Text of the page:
Health Consequences
Unhealthy eating behaviors
- Binge eating
- Unhealthy weight control practices
- Coping with stigma by eating more food

Haines, et al., 2006 Neumark-Sztainer et al.,
2002 Puhl Brownell, 2006, Puhl et al.,
2007 Puhl Luedicke, under review.
Health Consequences
Impairs weight loss efforts
- Higher calorie intake - Higher program
attrition - Less weight loss

Carels et al, 2009 Wott Carels, 2010
..more health consequences
- Avoidance of physical activity
- Poor quality of life

Seacat Mickelson 2009 Vartanian Shaprow,
2008 Bauer et al., 2004 Faith et al, 2002
Matthews et al., 2005 Schwimmer et al., 2003,
Storch et al., 2006 Schmaltz, 2010
Possible Medical Impact
Bias, Stigma, Discrimination

Broader impact on public health
- Weight bias is absent in public health
- Stigma can affect policy responses to obesity

Puhl Heuer, 2010 Adler Stewart, 2009
MacLean et al., 2009
Misguided Public Health Efforts
WARNING Stocky, chubby, chunky are still fat.
Georgia Childrens Health Alliance Campaign to
stop childhood obesity

Misguided Public Health Efforts
LONDON Thu Jul 29, 2010 (Reuters) - British
Public Health Minister has urged doctors to call
overweight patients 'fat' rather than 'obese'
Doctors and health workers are too worried
about using the term "fat," said the health
minister, but doing so will motivate people to
take personal responsibility for their
lifestyles. Calling them obese does not
provide sufficient motivation. Just call them
fat Plain-speaking doctors will jolt people into
losing weight.

Preferences for Weight Terminology
  • National Sample 1064 adults
  • Imagine you are visiting your doctor for a
    routine check-up. The nurse has measured you and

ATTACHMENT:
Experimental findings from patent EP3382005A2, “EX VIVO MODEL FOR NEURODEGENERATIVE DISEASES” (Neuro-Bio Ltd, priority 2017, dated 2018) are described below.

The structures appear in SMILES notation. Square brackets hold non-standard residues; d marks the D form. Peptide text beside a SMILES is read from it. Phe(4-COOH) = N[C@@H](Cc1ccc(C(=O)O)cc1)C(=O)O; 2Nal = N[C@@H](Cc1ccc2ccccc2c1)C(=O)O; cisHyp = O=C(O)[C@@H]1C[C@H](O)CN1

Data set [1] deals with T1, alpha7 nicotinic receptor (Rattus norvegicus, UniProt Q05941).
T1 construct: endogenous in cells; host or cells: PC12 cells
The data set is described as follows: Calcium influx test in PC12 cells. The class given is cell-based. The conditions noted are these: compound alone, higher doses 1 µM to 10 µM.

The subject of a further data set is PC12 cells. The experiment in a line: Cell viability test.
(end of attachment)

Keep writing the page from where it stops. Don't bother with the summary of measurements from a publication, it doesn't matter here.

found that you are at least 50 pounds over your
    recommended weight. Your doctor will be in
    shortly to speak with you. You have a good
    relationship with your doctor, who is committed
    to your health and well-being. Doctors can use
    different terms to describe body weight. Please
    indicate how desirable or undesirable you would
    find each of the following terms if your doctor
    used it in referring to your weight.

morbidly obese, obese, overweight, heavy, fat,
high BMI, chubby, weight problem, unhealthy
weight, weight

Puhl, Peterson, Luedicke, under review
  • Most desirable weight, unhealthy weight
  • Least desirable fat, obese, morbidly obese
  • Same findings across sociodemographic variables,
    weight categories, and regardless of history of
    personal history of weight stigmatization

Perceived Connotations of Weight Terminology
  • Least stigmatizing/blaming weight, unhealthy
    weight, high BMI
  • Most stigmatizing/blaming fat, obese, morbidly
  • Most motivating unhealthy weight, overweight
  • Least motivating chubby, fat

If your doctor referred to your weight in a way
that makes you feel stigmatized, how would you

I would feel bad about myself 42 I would be
upset/embarrassed 41 I would talk to my
doctor about it 24 I would seek a new
doctor 21 I would avoid future doctor
appointments 19

Public Health Efforts to Address Obesity
Include weight bias on the agenda
Increase attention to weight bias Use
appropriate language and messaging Remove stigma
from existing efforts Implement specific actions